45th Parallel sign is gently repairedIt was truly a labor of love when Brian Rosenberger decided an icon from his childhood needed a facelift. Rosenberger’s dad Richard helped construct and install the geographic marker noting the 45th parallel north location. Recently, he, with the help of his friends, completely restored the historic sign which was installed in 1989.
By: Margaret Ontl, Hudson Star-Observer
It was truly a labor of love when Brian Rosenberger decided an icon from his childhood needed a facelift. Rosenberger’s dad Richard helped construct and install the geographic marker noting the 45th parallel north location. Recently, he, with the help of his friends, completely restored the historic sign which was installed in 1989.
“I remember when I was in second grade at North Hudson School and we all came down to see the sign,” said Rosenberger who noticed the sign was faded. Many driving by had no idea why it was there.
The sign was redwood, a fact revealed when Rosenberger power-washed it. It was washed, stained and the letters highlighted with green paint. The mulch at the base was dug out and replaced and the stone perimeter enhanced.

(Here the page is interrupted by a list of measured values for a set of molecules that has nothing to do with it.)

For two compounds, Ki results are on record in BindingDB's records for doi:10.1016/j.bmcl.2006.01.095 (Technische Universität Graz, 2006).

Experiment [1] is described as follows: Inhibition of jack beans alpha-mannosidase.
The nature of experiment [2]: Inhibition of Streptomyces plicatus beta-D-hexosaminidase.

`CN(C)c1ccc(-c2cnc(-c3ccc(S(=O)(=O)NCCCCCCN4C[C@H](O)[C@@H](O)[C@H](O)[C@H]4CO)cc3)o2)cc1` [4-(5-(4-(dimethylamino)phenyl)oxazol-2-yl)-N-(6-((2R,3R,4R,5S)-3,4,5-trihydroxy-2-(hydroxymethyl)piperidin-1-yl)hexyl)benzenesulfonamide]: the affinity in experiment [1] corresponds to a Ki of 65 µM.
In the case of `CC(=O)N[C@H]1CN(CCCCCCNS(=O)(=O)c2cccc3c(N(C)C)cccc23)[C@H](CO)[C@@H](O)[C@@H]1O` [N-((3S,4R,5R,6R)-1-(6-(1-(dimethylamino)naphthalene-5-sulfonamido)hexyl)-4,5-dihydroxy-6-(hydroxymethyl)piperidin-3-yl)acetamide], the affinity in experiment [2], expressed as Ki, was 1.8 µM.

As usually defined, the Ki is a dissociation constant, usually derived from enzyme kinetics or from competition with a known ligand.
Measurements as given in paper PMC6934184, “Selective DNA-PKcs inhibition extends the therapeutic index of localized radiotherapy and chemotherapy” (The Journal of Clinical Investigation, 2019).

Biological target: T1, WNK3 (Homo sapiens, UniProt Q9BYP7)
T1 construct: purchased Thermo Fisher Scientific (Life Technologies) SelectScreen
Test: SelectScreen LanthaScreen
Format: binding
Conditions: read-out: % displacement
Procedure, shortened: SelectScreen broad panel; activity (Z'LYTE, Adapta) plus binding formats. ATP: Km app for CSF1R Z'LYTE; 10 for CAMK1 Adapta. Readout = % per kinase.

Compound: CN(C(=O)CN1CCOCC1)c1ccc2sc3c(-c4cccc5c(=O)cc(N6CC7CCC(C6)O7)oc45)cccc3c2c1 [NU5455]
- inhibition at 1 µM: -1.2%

“In the spring, I will come back and add plants,” said Rosenberger.
Al Weitkamp initiated the movement for the sign’s installation. Rosenberger is unsure of how his father and Weitkamp became friends, but it made a lasting impression on young Brian. Both Weitkamp and Rosenberger had a sincere interest in woodworking and Brian remembers spending hours in Weitkamp’s woodworking shop.
“Al was almost like a grandfather to me,” said Rosenberger, who recalled his dad loved to work with wood just like Al did.” Rosenberger’s father Richard died of ALS when he was still in elementary school but he remembers him well.
“Al had a sign shop at his house, he loved children and he was very spiritual,” said Rosenberger. “My dad took a lot of what Al said as gold and he donated money to my education.”
“The sign is special because of my father’s involvement,” said Rosenberger. “It is important to me. It was a part of my childhood I did not want to see go by the wayside,” said Rosenberger.
This is the original caption that ran with the photo when it appeared in the Nov. 2, 1989, edition of the Hudson Star-Observer: A sign was recently erected along Hwy. 35 in North Hudson, marking the location where the 45th parallel north crossed through the village. Al Weitkamp, pictured, began the drive to construct a sign last year. The village of North Hudson provided the survey and the city of Hudson provided the sign making equipment. Materials were donated by Hudson Area Recycling and most of the labor was provided by Weitkamp, W.G. Heiting and Richard Rosenberger. Weitkamp said living on the 45th parallel north makes it easy for amateur astronomers to line up their telescopes.